In The Newlyweds, when Amina returns home to Bangladesh, her mother picks up a box of freshly-made sondesh from a reputed vendor to bring to Amina's aunt.
Bangladesh shares the Bengali language with the Indian state of West Bengal. Bengali sweets (mishti) are famous all over South Asia and sondesh is particularly well-known. Like most other Bengali sweets, sondesh is a milk-based treat made from fresh cheese (paneer).
The word sondesh (or sandesh, as it is spelled in the rest of South Asia) is both singular and plural and means "messages." The sweets, it is said, got their name because the dry confections were often sent along with the bearers of good news.
According to a paper presented at the Oxford Symposium on Food and Cookery in 1999, "'Mukha mishit korao' - 'Sweeten your mouth' - is the phrase used when offering [sondesh] to guests. The number, quality, and provenance of the sweets are an index of a guest's status. In remote villages, where sweets are not available or people are too poor to buy them, visitors may be offered a glass of sugar-flavored water. Friends and family members who travel bring back sweets from famous shops."
Writer Colleen Sen, the daughter-in-law of the late Arati Sen - a well-known Bengali columnist - explains that, "Sweets are an essential component of Bengali hospitality. Bengalis send sweets to friends and superiors as gifts, eat them to celebrate passing an examination or getting a new job, and offer them to the gods at pujtts. Sweets are a marker of rites of passages in a Bengali's life: the birth of a child, pregnancy, marriage, even death. The apogee of the Bengali sweet-makers' art and the sweet most emblematic of Bengaliness is sandesh."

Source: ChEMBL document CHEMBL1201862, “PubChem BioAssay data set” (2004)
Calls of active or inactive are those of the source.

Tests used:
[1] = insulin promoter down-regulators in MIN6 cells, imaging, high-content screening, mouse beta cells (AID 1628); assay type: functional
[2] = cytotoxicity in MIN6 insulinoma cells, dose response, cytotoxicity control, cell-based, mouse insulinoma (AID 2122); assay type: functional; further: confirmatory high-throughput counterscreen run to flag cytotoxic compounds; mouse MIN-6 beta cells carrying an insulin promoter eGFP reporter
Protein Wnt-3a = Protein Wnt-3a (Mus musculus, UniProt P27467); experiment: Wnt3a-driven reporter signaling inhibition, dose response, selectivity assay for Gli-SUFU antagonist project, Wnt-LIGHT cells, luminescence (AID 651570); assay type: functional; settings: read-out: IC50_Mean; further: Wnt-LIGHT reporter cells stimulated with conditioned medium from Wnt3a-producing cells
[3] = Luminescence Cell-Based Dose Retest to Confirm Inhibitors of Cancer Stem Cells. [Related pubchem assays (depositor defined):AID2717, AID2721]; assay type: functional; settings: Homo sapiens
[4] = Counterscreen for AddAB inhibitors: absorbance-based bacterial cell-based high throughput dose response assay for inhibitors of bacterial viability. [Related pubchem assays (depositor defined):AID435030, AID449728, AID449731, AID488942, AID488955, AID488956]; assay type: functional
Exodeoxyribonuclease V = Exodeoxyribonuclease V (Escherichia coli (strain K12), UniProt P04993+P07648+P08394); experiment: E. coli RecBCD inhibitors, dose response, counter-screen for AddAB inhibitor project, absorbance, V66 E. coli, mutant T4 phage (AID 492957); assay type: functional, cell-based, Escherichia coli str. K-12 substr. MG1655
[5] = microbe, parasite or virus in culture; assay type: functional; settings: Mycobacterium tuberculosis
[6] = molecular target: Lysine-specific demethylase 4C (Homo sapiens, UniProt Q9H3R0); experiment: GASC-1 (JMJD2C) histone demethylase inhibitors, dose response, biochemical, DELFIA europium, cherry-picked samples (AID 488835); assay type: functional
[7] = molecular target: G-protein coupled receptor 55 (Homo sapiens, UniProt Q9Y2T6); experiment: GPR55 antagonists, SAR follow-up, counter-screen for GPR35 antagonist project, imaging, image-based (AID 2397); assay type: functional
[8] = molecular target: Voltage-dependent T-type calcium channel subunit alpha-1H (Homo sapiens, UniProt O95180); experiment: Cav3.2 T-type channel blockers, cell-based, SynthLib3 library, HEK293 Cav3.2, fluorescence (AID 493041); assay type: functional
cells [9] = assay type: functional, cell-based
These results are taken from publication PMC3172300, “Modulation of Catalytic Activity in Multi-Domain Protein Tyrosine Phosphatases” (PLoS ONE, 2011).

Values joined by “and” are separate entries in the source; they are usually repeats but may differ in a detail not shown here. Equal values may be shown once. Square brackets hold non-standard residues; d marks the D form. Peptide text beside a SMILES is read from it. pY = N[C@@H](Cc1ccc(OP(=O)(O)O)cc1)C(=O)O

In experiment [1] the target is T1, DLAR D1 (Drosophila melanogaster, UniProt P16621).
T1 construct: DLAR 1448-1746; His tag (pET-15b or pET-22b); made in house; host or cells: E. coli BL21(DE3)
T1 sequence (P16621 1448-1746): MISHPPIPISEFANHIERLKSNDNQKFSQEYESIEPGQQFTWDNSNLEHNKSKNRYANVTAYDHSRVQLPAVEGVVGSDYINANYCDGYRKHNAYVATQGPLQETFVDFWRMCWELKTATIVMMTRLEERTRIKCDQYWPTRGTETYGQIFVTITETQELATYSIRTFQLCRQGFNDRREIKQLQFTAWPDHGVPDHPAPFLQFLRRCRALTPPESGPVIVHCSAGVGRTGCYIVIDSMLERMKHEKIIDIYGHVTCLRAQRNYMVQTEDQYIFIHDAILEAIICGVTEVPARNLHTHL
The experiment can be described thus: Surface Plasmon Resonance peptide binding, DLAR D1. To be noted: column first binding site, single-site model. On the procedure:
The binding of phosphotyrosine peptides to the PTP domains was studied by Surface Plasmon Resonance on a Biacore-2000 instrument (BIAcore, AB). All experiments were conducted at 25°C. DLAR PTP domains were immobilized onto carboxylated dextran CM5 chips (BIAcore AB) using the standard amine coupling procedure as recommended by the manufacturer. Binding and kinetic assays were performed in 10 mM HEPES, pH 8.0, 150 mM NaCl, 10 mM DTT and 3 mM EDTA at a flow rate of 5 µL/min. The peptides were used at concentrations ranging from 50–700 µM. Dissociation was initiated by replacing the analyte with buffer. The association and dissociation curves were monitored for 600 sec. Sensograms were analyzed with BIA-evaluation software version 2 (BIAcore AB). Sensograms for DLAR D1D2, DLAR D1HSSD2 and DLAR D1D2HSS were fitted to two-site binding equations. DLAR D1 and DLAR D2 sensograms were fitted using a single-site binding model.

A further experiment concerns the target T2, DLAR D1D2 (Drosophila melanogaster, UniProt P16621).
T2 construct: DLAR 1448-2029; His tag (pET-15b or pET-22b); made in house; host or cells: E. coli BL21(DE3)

Though there are many different recipes for how to make sondesh, it is generally cooked with paneer (made from cow's milk), sugar, lemon juice, clarified butter (ghee), and spices such as cardamom or flavorful extracts like vanilla. The mixture can be molded into a variety of shapes and is often garnished with nuts, such as pistachios or almonds.
Other popular Bengali sweets include the syrupy rosogolla (cheese balls in syrup) and mishti doi (literally translated as "sweet yogurt").
You can try your hand at sondesh by following the instructional video below, found at ManjulasKitchen.com:
This article was originally published in May 2012, and has been updated for the
February 2013 paperback release.
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